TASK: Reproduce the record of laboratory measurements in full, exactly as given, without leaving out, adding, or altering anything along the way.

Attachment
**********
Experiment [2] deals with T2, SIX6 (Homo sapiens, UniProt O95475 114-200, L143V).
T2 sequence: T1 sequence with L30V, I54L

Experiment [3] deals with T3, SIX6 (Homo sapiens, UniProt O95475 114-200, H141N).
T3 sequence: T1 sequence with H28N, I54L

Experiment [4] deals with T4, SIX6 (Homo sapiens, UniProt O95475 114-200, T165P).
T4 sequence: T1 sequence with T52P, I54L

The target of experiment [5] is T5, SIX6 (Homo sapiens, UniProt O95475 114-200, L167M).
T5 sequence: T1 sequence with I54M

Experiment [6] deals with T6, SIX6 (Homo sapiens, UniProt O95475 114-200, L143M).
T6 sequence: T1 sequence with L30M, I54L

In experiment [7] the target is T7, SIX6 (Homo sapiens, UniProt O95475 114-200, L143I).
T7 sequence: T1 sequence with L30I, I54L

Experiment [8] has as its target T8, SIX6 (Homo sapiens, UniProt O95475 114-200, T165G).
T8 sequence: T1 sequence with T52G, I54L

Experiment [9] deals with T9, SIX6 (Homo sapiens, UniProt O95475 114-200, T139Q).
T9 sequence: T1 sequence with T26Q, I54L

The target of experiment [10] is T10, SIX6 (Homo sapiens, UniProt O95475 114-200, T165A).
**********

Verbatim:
Experiment [2] deals with T2, SIX6 (Homo sapiens, UniProt O95475 114-200, L143V).
T2 sequence: T1 sequence with L30V, I54L

Experiment [3] deals with T3, SIX6 (Homo sapiens, UniProt O95475 114-200, H141N).
T3 sequence: T1 sequence with H28N, I54L

Experiment [4] deals with T4, SIX6 (Homo sapiens, UniProt O95475 114-200, T165P).
T4 sequence: T1 sequence with T52P, I54L

The target of experiment [5] is T5, SIX6 (Homo sapiens, UniProt O95475 114-200, L167M).
T5 sequence: T1 sequence with I54M

Experiment [6] deals with T6, SIX6 (Homo sapiens, UniProt O95475 114-200, L143M).
T6 sequence: T1 sequence with L30M, I54L

In experiment [7] the target is T7, SIX6 (Homo sapiens, UniProt O95475 114-200, L143I).
T7 sequence: T1 sequence with L30I, I54L

Experiment [8] has as its target T8, SIX6 (Homo sapiens, UniProt O95475 114-200, T165G).
T8 sequence: T1 sequence with T52G, I54L

Experiment [9] deals with T9, SIX6 (Homo sapiens, UniProt O95475 114-200, T139Q).
T9 sequence: T1 sequence with T26Q, I54L

The target of experiment [10] is T10, SIX6 (Homo sapiens, UniProt O95475 114-200, T165A).